17 Years later Tomb Raider Returns to the Big Screen with Reboot
Photo Credit: Gage Skidmore/Flickr.com
By Marc Torres
When I found out Hollywood was in the process of rebooting the Tomb Raider film franchise, I asked myself one question. Why?
The first two Tomb Raider films were made back in 2001, and 2003. They starred Angelina Jolie and were box office successes. However, they did not do too well with critics because of the senseless plotlines and emotionless performances.
The new Tomb Raider, which stars Alicia Vikander, is vastly different from the earlier films. After watching it I realized why Tomb Raider was being rebooted, because Lara Croft is an amazing character that people need to be more familiar with.
Croft is the protagonist of the video game series that shares the same name as the films. She was one the first female characters people were able to play with on the Sony Playstation 1, and she was represented as incredibly intelligent, athletic, dangerous, and attractive. Croft is an archaeologist and somewhat of a treasure hunter, which makes her want to explore things like ancient tombs around the world. The game was a success commercially, and at the time was pushing the envelope on game mechanics and storytelling within them.
The first two movies were bad, but the reboot redeems them. The writing for the reboot is good, the acting is great, and the directing is surprisingly amazing.
In this film we follow Lara Croft as she embarks on a journey to find her missing father, whose last known location was by an ancient tomb on a mythical island off the coast of Japan. We later find out that she is responsible for saving the world because of things that happen that are beyond her control.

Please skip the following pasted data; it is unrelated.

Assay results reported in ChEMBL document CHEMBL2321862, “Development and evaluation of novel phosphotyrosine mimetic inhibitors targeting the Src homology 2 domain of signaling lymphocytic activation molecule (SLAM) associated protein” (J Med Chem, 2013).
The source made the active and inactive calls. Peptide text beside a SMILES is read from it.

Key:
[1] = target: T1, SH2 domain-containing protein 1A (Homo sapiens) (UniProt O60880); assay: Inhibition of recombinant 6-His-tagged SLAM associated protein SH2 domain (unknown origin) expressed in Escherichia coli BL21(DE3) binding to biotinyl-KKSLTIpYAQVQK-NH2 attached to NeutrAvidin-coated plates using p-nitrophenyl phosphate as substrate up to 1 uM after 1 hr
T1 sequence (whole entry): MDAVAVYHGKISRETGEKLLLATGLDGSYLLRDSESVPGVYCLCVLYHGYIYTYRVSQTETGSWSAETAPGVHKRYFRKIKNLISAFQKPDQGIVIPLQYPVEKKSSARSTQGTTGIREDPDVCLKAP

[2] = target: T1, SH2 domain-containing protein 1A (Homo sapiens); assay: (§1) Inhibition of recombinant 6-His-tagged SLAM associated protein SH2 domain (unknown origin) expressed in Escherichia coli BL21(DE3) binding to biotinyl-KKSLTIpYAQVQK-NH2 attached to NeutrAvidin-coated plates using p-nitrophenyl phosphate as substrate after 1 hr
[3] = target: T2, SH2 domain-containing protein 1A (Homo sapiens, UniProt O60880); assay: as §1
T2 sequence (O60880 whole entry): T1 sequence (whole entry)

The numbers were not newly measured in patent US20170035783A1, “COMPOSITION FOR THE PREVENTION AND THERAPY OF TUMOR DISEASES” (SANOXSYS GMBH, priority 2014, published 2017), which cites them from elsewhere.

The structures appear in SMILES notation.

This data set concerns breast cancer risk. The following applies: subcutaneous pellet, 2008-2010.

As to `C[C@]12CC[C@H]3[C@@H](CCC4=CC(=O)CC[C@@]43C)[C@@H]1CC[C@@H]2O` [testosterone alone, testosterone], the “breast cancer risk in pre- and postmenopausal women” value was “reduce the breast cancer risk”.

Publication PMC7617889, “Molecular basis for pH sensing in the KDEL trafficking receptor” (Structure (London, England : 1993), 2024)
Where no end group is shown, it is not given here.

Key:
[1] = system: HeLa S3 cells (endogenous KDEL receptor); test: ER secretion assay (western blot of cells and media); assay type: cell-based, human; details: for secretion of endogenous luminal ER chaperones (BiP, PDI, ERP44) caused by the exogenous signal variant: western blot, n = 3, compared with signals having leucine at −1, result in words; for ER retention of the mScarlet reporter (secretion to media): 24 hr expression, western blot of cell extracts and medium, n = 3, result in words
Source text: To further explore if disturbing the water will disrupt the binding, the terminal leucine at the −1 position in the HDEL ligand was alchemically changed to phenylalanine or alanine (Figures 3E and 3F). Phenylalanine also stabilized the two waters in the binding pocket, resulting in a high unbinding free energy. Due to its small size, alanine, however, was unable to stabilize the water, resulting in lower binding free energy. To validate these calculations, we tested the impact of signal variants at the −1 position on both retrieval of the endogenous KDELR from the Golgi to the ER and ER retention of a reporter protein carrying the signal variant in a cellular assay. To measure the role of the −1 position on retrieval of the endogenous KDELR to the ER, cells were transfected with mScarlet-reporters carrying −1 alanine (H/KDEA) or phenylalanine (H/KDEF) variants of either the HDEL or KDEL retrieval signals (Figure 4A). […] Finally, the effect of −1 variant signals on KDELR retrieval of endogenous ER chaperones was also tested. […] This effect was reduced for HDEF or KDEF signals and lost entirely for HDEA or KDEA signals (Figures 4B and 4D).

Of course we get a bunch of action (since this is a big budget action film), but they’re very well crafted action sequences that genuinely make you feel worried for Lara Croft’s safety. They make you wonder how she’ll get out of the situations she gets herself into, and if it’s even possible (even when you know that she’ll get out just fine).
The film shows how smart Lara Croft really is. Her father leaves behind loads of clues, maps, and puzzles, to find the mythical island he had been searching for and where he ultimately vanished. Lara has to solve these puzzles and use the clues to find the island, just like her father did. She’s quick at figuring out what she needs to know because she’s constantly thinking, and we get a sense that she’s very well educated. The scenes during which she has to solve a puzzle or use a clue are a nod to the video games since in the video games you have to sometimes solve a puzzle or two to get to another level.
We also get very satisfying emotional performances that let us know the softer side of Lara Croft. From the earliest scenes we see and understand how she’s never gotten over the case of her missing father. She refuses to accept that he’s dead, and it solidifies her motivation to look for him.
Overall, Tomb Raider isn’t a particularly great movie, but it has some good scenes that make it worth watching. You really want to see this movie for Lara Croft though, because she’s an action hero that we don’t really get to see all the time. Lara Croft is a woman, a fighter, and a genius. Hollywood doesn’t give us enough female protagonists or female action heroes, so I’m glad this reboot happened.